Manifestly the seal of the living God represents the character of God which will dwell in the hearts of the redeemed at the end of time. The mark of the beast, by contrast, represents the character of Satan which will be planted in the hearts of all those who have not sought the conditions upon which God’s grace will be imparted. It is not possible for Christ to take those to heaven at His coming who refuse to permit Him to take sin from their lives. Such would continue to sin in heaven and the entire plan of salvation would thus be thwarted. That plan is to cleanse the universe of sin. This can only be achieved when sin and sinners are no more. God assures us that affliction (sin) will not recur.

What do ye imagine against the Lord? he will make an utter end: affliction shall not rise up the second time. (Nahum 1:9)

We may wonder at the purpose of the question. The answer is clear as we observe the doctrines accepted by most Christians. They imagine that the Lord will not make an end of sin, for they claim that the wicked live on forever in hell. The Bible teaches they will be destroyed. (See the book, The Mystery of Death, by the same authors.)

Who shall be punished with everlasting destruction from the presence of the Lord, and from the glory of his power. (2 Thessalonians 1:9)

But what external evidence will indicate the distinction between those who possess the seal of the living God and those cursed with the mark of the beast? The term "seal of the living God" originates from the practice in Bible times of rulers at all levels possessing a distinctive seal of their authority. Each seal contained three mandatory elements:

1. The name of the ruler.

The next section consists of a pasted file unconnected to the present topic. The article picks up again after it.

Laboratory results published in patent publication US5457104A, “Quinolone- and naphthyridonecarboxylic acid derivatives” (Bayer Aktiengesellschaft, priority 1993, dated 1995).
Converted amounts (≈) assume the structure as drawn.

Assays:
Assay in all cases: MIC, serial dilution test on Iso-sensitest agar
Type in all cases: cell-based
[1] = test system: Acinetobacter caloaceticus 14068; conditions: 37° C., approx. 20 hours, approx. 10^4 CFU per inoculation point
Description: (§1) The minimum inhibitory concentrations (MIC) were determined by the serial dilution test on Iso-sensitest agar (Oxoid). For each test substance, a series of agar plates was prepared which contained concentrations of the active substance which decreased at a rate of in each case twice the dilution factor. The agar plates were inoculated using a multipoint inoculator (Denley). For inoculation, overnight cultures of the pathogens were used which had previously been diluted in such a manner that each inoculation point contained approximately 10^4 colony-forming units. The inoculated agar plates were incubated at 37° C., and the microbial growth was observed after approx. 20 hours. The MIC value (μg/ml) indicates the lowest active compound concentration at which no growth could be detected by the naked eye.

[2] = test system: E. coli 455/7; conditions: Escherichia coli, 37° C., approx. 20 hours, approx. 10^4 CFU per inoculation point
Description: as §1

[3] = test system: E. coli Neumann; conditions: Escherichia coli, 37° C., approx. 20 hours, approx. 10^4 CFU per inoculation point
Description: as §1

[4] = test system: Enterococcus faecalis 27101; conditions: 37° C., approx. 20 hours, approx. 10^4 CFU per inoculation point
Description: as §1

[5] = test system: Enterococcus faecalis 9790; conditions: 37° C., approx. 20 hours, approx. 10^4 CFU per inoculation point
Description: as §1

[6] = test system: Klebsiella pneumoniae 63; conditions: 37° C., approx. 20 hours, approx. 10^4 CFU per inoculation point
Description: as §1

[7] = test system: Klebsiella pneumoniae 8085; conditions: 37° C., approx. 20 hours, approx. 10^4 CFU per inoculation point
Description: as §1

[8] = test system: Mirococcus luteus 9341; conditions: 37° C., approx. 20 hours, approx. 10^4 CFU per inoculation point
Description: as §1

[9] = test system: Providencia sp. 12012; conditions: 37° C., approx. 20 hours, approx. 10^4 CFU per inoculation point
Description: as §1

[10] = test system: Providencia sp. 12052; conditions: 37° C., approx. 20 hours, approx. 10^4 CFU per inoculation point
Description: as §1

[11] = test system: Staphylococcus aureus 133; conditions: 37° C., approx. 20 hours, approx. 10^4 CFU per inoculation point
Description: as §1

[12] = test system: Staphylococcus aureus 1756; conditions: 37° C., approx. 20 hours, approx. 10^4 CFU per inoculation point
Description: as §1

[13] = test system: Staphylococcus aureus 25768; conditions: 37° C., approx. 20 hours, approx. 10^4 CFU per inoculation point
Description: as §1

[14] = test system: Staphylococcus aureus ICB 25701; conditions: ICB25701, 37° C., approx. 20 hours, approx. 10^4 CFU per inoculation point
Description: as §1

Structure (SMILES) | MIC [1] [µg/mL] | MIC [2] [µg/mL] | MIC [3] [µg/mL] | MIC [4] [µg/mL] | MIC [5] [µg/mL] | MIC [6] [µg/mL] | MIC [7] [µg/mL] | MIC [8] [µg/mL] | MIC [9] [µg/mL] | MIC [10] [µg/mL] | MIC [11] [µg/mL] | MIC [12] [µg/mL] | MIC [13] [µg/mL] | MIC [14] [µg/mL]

2. The authority of the ruler.

3. The region over which the ruler governed.

When Pilate’s seal was placed over the tomb of Christ, it displayed these three mandatory elements: name—Pontius Pilate; authority—governor; region governed—Judea. Similarly, Augustus, the ruler of the Roman Empire, possessed a seal. Its designation stated: name—Caesar Augustus; authority—emperor; region governed—the Roman Empire.

So important is God’s seal that He did not commence a word of Scripture before placing His seal within the words therein.

In the beginning God created the heaven and the earth. (Genesis 1:1)

Here all three elements of the Seal of God are incorporated. Name—God; authority—Creator (sometimes referred to as the Maker of all); area governed—the heaven and the earth.

At the conclusion of creation week the Sabbath was instituted. Here once more the seal of the living God was displayed.

Thus the heavens and the earth were finished, and all the host of them. And on the seventh day God ended his work which he had made; and he rested on the seventh day from all his work which he had made. And God blessed the seventh day, and sanctified it: because that in it he had rested from all his work which God created and made. (Genesis 2:1—3)

In this passage God’s name is inserted three times, His authority is mentioned on four occasions (made, three times and created, once), and His region of governance once.